June 9th: COVID-19 and Other Important Updates

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Dear Friends and Neighbors:

I view it as my responsibility as a legislator and community leader to not only acknowledge that Black Lives Matter, but to defend Black lives and to stop violence against Black and Brown bodies.   It is important that my entire community knows that I won’t tolerate racism, I will speak up more in defense of our Black, Indigenous and People of Color community members, and I will support the leadership of People of Color.  

Thank you for taking the time to read this and the updates below.  Whether we are talking about fighting COVID-19 or systemic racism, my message is the same, we are in this together and we will get through this together.  

Protest Photos

Photos from recent protests in defense of Black lives. Clockwise from left Forest Grove, Hillsboro, Portland

New Developments

  • Contact Tracing: I have been hearing from some of you with questions about the need for and role of contact tracers.  This article from the Willamette Week gives a great explanation of the importance of these public health workers.  OHA also has resources published in English and Spanish explaining what to expect if you are contacted by a tracer.  A contact tracer will never ask you for a Social Security Number, immigration status or for payment.  Any information you give a contact tracer about your health, needs or contacts will remain confidential. 
Contact Tracing
  • OSU Food Hero: Whether you have been gardening for years, or have just begun, OSU has gardening tips and tools for you! Check out their Food Hero Program for more information, including on how to enter their “Grow This Challenge”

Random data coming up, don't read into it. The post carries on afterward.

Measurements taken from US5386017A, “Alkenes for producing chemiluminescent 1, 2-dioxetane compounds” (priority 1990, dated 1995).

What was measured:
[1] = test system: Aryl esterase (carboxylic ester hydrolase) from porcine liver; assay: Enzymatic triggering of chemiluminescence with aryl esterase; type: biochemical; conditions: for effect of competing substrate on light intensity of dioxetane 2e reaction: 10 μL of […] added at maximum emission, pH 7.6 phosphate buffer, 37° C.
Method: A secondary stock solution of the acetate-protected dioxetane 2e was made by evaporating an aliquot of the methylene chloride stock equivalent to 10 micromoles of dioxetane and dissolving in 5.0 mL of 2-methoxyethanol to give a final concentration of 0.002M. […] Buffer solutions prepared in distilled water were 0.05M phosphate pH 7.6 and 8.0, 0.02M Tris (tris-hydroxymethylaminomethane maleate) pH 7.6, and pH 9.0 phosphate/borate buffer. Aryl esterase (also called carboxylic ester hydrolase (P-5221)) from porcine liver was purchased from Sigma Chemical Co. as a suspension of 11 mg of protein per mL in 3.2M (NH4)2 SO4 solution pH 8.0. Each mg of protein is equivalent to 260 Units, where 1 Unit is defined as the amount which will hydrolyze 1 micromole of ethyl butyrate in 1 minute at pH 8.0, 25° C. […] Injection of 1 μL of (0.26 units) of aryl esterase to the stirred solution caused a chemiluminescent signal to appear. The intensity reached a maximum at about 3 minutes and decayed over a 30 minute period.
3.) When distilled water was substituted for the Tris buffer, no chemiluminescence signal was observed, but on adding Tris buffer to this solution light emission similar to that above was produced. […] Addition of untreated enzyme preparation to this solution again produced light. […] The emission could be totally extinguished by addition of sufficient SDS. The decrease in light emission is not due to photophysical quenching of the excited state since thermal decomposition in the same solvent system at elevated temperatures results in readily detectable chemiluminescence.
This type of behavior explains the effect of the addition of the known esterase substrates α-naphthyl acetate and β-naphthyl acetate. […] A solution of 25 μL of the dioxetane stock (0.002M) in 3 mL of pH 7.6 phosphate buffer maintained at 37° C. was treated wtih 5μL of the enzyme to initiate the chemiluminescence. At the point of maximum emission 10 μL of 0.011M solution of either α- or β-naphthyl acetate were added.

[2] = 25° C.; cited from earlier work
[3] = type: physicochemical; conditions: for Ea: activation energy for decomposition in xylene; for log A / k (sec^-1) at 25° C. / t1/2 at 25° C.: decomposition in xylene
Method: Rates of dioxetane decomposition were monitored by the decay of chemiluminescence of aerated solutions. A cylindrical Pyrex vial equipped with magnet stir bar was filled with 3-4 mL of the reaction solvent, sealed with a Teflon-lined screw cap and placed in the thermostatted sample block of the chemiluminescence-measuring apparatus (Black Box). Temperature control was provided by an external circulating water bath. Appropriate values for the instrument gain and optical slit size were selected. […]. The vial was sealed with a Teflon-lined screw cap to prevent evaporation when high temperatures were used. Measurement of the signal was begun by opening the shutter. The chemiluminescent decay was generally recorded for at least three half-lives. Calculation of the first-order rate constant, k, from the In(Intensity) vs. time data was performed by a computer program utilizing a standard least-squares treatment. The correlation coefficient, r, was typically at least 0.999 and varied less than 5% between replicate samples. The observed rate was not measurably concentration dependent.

OSU Extension: Food Hero


Upcoming Events for immigrants and advocates: 

  • Emergency DACA Renewal Clinic June 12: With the DACA decision by SCOTUS coming up as soon as Monday June 15, there is only a short amount of time to receive legal advice for renewing DACA applications.  Thanks to the generous sponsorship of PCC's DREAMer's Resource Center, SOAR Legal will be providing an Emergency DACA Renewal Clinic this Friday June 12, 2020.  This could potentially be the last opportunity to obtain free legal representation and support for DACA renewals before a decision is made. Here is the Document Check List for the event. 
DACA Renewal
DACA Advocates Webinar



Advocates Resilience Webinar for DACistas: Friday, June 12th 2020 1-3pm via zoom, space is limited.  This is a Culturally Customized Webinar For all Community Advocates. 

Worker Relief Fund





Oregon Worker Relief Fund Town Hall-(Spanish): Attend for information on eligibility for the fund, how to apply, and protection and privacy of personal identification. 

COVID-19 Case Data

  • National Numbers: 
    • Confirmed Cases: 1,956,421 (up 17,598 from yesterday)
    • Deaths: 110,925 (up 550 from yesterday)
    • These national numbers come from the Centers for Disease Control and Prevention.  You can view their national and state by state data here